PAOs operate in a world of regulations, governance, and compliance. It’s an important aspect of a PAO’s role. However, staying compliant, relevant, and up to date in a paper-based office is becoming exponentially harder. There are now several adoptable solutions for PAOs looking to increase the amount of data they work with, in a manner that skips or replaces as much paper as possible. Incoming documents can be scanned in or digitized using an OCR (Optical Character Recognition) tool. Anything coming off a printer should be digitally native from the start and sent via email or other document-sharing software like SharePoint rather than being printed in the first place. These solutions are beneficial both from an efficiency standpoint and an environmental one too.
Why Is Going Paperless So Important?
We’ve already touched on the benefits to the environment and the increases in efficiency, but there are several other potential benefits to going paperless:
- Converting paper files to digital will create a much more tailored experience to the end-user, for example, allowing for custom email notifications or reminders or cloud services bringing outside data into current workflows.
- Have you ever had an emergency and had to rush back to the office? Needed to be at home but still wanted access to work files? Been on location with a client and forgotten an important document? Storing all your data in the cloud completely does away with that situation, making it all accessible by any device with internet access and the right levels of security.
- Having to manually keep track of paper files, store them, organize them, copy them, and disseminate them when needed is nothing if not time-consuming. Going paperless can make processes significantly more organized. Disorganization can be a major disadvantage when compared to a competitor who has adopted digitization in terms of responsiveness.
- Digitizing your paperwork will have a substantial impact on collaboration. The digitization of all paperwork means the entire team (or organization depending on permission levels) has all the necessary access to any data they might need, at any time. Gone will be the days of an important client file being hidden and locked away in someone’s desk draw when they are sick or away on holiday. By their very nature, paper-based processes are inefficient and do nothing to advance an organization's goal in today’s market.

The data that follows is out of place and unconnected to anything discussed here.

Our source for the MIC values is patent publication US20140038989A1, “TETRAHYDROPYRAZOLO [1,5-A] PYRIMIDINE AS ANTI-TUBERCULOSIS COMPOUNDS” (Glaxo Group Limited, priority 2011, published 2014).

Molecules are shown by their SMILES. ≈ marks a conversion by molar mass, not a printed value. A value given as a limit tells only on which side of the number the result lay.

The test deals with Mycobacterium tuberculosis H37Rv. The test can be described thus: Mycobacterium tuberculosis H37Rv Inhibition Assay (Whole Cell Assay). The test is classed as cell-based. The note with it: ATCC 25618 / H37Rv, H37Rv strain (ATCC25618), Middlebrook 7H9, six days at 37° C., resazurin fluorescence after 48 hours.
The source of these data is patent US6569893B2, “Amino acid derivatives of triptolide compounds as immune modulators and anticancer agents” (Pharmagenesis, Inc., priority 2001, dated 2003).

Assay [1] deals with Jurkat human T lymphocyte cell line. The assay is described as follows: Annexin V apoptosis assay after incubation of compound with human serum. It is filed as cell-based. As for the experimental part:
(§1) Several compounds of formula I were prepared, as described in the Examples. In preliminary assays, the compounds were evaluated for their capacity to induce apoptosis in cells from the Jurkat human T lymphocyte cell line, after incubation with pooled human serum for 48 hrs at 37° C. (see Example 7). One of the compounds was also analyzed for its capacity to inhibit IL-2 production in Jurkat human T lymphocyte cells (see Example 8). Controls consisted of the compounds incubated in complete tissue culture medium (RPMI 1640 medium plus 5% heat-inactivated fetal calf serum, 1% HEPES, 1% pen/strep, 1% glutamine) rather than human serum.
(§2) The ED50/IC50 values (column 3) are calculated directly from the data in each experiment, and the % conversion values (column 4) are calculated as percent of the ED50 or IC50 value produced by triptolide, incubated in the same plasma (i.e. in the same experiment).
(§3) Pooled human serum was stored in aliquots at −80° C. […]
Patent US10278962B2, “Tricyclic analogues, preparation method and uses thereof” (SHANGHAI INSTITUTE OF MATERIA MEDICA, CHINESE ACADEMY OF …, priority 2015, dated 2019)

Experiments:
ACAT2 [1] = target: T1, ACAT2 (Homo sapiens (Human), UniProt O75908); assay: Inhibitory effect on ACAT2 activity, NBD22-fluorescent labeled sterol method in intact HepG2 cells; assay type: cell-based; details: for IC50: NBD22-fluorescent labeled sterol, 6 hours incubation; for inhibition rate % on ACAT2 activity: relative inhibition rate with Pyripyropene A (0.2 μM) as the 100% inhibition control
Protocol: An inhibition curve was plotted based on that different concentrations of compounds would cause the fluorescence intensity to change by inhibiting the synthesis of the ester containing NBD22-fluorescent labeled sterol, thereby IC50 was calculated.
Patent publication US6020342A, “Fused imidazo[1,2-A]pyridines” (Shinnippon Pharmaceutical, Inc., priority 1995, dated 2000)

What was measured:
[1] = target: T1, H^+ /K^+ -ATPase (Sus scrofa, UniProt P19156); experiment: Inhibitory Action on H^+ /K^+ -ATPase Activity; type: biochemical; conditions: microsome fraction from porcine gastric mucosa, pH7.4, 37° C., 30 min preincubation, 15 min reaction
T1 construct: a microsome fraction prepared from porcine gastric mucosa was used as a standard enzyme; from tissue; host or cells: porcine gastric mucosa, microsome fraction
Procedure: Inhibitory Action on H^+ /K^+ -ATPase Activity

- A paperless office also has a significant effect on how you’re seen by others, especially when visiting your offices. When members, guests, clients, or other representatives visit your offices, stacks of paper piled up on desks everywhere isn’t the image you necessarily want to be presenting. Compare that to a paperless, uncluttered office and the difference is immediately apparent.
- Decluttering an office can also have financial benefits as well. As most Operations Directors will know, office space isn’t cheap. Instead of wasting office space on file storage (with the associated security/fire risks that come with that), it can all be saved in the cloud for a fraction of the cost. Likewise, the money spent on printers, faxes, ink, toner, paper, and postage on a monthly or annual basis can be dropped dramatically the more your processes become digitized.
- Security needs to be considered as well. Physical paper can be a huge liability to a PAO. Aside from fire risks, sensitive files stored on paper can easily be lost, misfiled, misplaced, destroyed, or stolen. As well as the inconvenience that causes, the loss of trust and reputational cost from your members is nearly immeasurable.
- With digitization comes the ability to add new layers of security, in fact, some tech companies work with the principle of security-by-design — designing a system to be secure from the offset, rather than adding a bit of security on at the end.